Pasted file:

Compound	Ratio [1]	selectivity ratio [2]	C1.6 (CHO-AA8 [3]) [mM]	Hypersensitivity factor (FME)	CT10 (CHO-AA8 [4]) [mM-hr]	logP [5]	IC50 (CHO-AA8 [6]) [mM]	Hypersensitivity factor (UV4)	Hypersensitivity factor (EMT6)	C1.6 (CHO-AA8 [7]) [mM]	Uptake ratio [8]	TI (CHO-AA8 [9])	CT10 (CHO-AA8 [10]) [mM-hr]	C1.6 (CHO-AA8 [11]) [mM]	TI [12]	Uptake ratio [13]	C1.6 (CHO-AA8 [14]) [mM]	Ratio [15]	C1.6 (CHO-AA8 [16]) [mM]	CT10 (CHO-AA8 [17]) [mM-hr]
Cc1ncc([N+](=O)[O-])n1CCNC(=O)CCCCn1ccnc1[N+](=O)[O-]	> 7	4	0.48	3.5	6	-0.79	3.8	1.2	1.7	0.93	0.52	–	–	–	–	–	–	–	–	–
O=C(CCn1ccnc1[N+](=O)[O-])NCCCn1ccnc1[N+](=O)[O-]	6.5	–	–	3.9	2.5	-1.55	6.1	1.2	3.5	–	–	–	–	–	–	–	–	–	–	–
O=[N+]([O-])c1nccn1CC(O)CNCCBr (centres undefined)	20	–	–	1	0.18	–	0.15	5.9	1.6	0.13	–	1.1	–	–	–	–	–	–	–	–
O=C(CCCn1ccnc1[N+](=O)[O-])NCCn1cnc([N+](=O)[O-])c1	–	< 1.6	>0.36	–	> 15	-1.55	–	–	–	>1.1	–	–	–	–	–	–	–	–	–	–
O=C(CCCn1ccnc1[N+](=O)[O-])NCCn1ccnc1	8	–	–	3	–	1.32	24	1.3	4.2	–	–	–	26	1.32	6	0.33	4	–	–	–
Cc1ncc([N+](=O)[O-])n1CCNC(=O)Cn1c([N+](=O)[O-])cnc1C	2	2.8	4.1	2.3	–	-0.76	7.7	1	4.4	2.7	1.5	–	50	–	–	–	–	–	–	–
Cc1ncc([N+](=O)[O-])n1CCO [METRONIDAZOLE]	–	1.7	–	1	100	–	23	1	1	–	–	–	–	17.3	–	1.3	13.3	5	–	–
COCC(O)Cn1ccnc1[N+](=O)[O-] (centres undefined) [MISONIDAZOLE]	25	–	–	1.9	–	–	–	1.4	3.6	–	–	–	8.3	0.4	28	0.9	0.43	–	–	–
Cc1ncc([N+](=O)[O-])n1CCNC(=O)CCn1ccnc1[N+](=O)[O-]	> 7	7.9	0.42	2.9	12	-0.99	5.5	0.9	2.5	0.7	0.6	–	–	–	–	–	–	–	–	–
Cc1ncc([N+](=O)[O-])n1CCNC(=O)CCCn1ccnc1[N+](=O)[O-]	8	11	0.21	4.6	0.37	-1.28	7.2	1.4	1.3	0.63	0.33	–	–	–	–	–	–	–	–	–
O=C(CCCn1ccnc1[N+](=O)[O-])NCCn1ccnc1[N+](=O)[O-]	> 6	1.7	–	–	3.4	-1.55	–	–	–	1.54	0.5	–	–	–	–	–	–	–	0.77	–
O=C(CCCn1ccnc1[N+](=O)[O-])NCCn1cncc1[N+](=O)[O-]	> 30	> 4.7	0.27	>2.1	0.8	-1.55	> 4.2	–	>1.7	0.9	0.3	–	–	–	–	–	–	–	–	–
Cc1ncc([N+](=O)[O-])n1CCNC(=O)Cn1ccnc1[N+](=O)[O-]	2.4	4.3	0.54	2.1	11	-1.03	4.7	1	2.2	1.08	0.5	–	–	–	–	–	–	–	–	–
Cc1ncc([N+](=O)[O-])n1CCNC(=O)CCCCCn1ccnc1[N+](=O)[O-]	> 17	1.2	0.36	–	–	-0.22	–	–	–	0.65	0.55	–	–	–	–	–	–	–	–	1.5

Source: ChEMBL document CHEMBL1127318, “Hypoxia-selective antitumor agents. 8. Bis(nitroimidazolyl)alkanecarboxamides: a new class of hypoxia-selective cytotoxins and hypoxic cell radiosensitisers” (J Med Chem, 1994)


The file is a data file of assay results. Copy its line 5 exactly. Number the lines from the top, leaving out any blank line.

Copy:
O=C(CCCn1ccnc1[N+](=O)[O-])NCCn1cnc([N+](=O)[O-])c1	–	< 1.6	>0.36	–	> 15	-1.55	–	–	–	>1.1	–	–	–	–	–	–	–	–	–	–